US 3457187 A
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3,457,187 HYDROGENATKON CATALYST Robert K. Armstrong, Glassboro, N.J., and Richard L. von Trebra, Jr., Mequon, Wis., assignors to E. I. du Pont de Nemours and Company, Wilmington, DeL, a corporation of Delaware N Drawing. Filed Apr. 28, 1966, Ser. No. 545,853 lint. Cl. Btllj 11/16; C07c 131/00 US. Cl. 252-430 11 Claims ABSTRAtIT OF THE DISCLOSURE Making a hydrogenation catalyst for reducing secondary nitro alkanes and nitro cycloalkanes to the corresponding ketoximes by wetting carbon with an aqueous solution of a palladium salt and precipitating palladium hydroxide on said carbon, wetting the palladium hydroxide-on-carbon with an aqueous solution of a lead salt and adding a compound capable of supplying anions in solution which precipitate a water-insoluble lead compound on the carbon. The water-insoluble lead compound includes compounds such as the oxalate, sulfate, carbonate and hydroxide.
The present invention relates to a method for preparing an improved hydrogenation catalyst selective for reducing secondary nitro alkanes and nitro cycloalkanes to the corresponding ketoximes.
Ketoximes, especially cyclohexanone oxime, are important chemical intermediates, for example, in the preparation of amides and cyclic amides (lactams). Cyclohexanone oxime, especially, has found Widespread use in the preparation of e-caprolactam, a valuable monomer used to make polyamide fibers, plastics, and resins.
One method of synthesizing ketoximes consists in catalytically hydrogenating secondary nitro alkanes and nitrocycloalkanes. Reactions of this type can result, however, in the formation of substantial amounts of by-products such as dialkyl and cycloalkyl hydroxylamines, amines, and ketones, unless specific measures are taken to produce a reaction system which is selective for ketoxime formattiton. A process providing such selectivity is described in U.S. Patent 2,967,200. This process involves contacting the secondary nitro alkane or nitro cycloalkane with hydrogen in the presence of a hydrogenation catalyst, e.g., a palladium or platinum catalyst, and lead or a lead compound. The presence of lead is necessary for the selection formation of the ketoxime, as described in the aforesaid patent and such process results in a pronounced improvement in oxime yield and by-product suppression as contrasted to the results obtained in the absence of lead. The need exists, however, for a process that provides still greater selectivity for ketoxime formation when the aforementioned nitro compounds are hydrogenated.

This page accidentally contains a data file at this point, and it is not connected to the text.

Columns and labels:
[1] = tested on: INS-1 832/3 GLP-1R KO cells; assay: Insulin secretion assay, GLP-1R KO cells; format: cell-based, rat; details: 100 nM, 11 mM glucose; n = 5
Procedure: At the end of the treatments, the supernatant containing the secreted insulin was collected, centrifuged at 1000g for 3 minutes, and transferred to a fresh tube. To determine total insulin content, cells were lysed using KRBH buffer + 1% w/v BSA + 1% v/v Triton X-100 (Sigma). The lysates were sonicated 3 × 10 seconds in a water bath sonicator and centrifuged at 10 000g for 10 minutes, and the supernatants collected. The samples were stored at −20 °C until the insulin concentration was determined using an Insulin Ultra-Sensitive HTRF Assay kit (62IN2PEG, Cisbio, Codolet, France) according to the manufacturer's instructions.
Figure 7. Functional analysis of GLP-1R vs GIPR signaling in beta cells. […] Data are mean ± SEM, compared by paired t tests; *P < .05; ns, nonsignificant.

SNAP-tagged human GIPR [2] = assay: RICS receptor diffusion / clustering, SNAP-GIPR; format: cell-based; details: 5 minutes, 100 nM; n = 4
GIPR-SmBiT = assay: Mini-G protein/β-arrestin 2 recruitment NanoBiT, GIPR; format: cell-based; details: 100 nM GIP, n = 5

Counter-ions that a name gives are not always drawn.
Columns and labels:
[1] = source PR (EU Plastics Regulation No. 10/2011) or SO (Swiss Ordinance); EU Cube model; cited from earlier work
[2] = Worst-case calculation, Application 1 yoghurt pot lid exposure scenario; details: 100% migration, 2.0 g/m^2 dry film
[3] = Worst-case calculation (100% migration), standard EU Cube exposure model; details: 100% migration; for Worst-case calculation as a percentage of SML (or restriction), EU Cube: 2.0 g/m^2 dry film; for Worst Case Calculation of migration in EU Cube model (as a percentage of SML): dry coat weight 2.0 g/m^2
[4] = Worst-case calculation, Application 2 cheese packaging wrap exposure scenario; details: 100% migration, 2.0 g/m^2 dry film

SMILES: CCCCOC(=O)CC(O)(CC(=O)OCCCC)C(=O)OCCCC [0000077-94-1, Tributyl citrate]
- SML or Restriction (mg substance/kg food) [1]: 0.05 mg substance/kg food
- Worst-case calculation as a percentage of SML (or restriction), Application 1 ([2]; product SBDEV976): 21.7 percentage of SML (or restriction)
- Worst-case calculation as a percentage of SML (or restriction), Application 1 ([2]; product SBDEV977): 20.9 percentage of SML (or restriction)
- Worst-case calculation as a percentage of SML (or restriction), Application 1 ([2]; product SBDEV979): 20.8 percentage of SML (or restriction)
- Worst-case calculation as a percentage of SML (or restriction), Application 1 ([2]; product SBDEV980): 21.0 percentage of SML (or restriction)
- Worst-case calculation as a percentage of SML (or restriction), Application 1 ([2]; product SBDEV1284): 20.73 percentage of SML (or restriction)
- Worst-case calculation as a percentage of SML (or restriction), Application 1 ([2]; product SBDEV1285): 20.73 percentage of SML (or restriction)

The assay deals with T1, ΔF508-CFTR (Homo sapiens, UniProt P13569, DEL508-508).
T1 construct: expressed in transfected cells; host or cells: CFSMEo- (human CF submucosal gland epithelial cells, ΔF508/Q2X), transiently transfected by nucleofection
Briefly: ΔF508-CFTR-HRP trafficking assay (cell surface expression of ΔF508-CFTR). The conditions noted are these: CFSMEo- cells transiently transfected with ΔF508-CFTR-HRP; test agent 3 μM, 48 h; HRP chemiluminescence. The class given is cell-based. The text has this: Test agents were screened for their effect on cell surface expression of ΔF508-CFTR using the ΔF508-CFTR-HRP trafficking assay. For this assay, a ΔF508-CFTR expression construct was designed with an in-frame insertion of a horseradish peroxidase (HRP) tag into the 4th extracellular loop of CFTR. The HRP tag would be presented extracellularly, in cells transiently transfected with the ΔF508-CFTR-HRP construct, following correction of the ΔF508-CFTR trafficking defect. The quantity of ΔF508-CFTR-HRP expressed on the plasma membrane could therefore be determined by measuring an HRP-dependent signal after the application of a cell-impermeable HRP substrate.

It now has been found that a higher ketoxime yield can be achieved in a process for catalytically hydrogenating secondary nitro alkanes and nitro cycloalkanes selectively to the corresponding ketoximes in lead-containing reaction systems, such as the process described in U.S. Patent 2,967,200, when the hydrogenation catalyst is prepared by depositing palladium and lead compounds on a carbon support in a specific manner and prior to introdncing the catalyst into the hydrogenation reaction sysaent O 3,457,187 Patented July 22, 1969 tem. Quite surprisingly, it has been found that a hydrogenation catalyst exhibiting improved selectivity for reducing nitro compounds to ketoximes is prepared by (l) Wetting carbon, e.g., oleophilic carbon, with an aqueous solution of a palladium salt, (2) contacting the wetter carbon with an aqueous solution of an alkali metal bicarbonate to precipitate palladium hydroxide on said carbon, 3) subsequently Wetting the resulting palladiumon-carbon with an aqueous solution of a lead salt, and (4) contacting the wetted palladium-on-carbon With a compound capable of supplying anions in solution which precipitate a Water-insoluble lead compound on said carbon.